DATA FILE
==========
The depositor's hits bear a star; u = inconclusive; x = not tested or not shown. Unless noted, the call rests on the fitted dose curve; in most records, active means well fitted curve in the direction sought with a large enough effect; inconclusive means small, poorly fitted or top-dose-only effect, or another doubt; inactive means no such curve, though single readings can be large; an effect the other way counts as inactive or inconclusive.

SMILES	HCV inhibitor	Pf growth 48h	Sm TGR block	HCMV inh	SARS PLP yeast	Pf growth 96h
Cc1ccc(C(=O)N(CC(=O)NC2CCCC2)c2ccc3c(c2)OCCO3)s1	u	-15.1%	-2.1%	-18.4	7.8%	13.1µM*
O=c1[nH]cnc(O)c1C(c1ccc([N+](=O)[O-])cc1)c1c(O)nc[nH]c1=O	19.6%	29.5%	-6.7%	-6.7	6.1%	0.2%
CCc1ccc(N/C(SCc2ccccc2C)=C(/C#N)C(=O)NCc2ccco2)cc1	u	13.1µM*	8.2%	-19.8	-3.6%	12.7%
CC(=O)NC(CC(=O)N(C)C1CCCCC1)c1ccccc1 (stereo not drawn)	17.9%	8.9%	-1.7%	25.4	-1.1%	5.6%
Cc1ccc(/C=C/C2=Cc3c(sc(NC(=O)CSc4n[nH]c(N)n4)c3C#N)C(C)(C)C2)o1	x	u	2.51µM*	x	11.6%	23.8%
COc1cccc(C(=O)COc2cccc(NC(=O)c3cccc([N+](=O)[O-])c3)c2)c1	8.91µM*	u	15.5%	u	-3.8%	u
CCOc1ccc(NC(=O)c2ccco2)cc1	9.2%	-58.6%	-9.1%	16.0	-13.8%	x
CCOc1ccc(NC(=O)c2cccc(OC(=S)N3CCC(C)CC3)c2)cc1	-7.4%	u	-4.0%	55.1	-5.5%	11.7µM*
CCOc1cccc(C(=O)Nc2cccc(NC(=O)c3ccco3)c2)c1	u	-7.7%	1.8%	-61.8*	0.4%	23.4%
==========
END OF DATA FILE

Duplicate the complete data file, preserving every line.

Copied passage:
The depositor's hits bear a star; u = inconclusive; x = not tested or not shown. Unless noted, the call rests on the fitted dose curve; in most records, active means well fitted curve in the direction sought with a large enough effect; inconclusive means small, poorly fitted or top-dose-only effect, or another doubt; inactive means no such curve, though single readings can be large; an effect the other way counts as inactive or inconclusive.

SMILES	HCV inhibitor	Pf growth 48h	Sm TGR block	HCMV inh	SARS PLP yeast	Pf growth 96h
Cc1ccc(C(=O)N(CC(=O)NC2CCCC2)c2ccc3c(c2)OCCO3)s1	u	-15.1%	-2.1%	-18.4	7.8%	13.1µM*
O=c1[nH]cnc(O)c1C(c1ccc([N+](=O)[O-])cc1)c1c(O)nc[nH]c1=O	19.6%	29.5%	-6.7%	-6.7	6.1%	0.2%
CCc1ccc(N/C(SCc2ccccc2C)=C(/C#N)C(=O)NCc2ccco2)cc1	u	13.1µM*	8.2%	-19.8	-3.6%	12.7%
CC(=O)NC(CC(=O)N(C)C1CCCCC1)c1ccccc1 (stereo not drawn)	17.9%	8.9%	-1.7%	25.4	-1.1%	5.6%
Cc1ccc(/C=C/C2=Cc3c(sc(NC(=O)CSc4n[nH]c(N)n4)c3C#N)C(C)(C)C2)o1	x	u	2.51µM*	x	11.6%	23.8%
COc1cccc(C(=O)COc2cccc(NC(=O)c3cccc([N+](=O)[O-])c3)c2)c1	8.91µM*	u	15.5%	u	-3.8%	u
CCOc1ccc(NC(=O)c2ccco2)cc1	9.2%	-58.6%	-9.1%	16.0	-13.8%	x
CCOc1ccc(NC(=O)c2cccc(OC(=S)N3CCC(C)CC3)c2)cc1	-7.4%	u	-4.0%	55.1	-5.5%	11.7µM*
CCOc1cccc(C(=O)Nc2cccc(NC(=O)c3ccco3)c2)c1	u	-7.7%	1.8%	-61.8*	0.4%	23.4%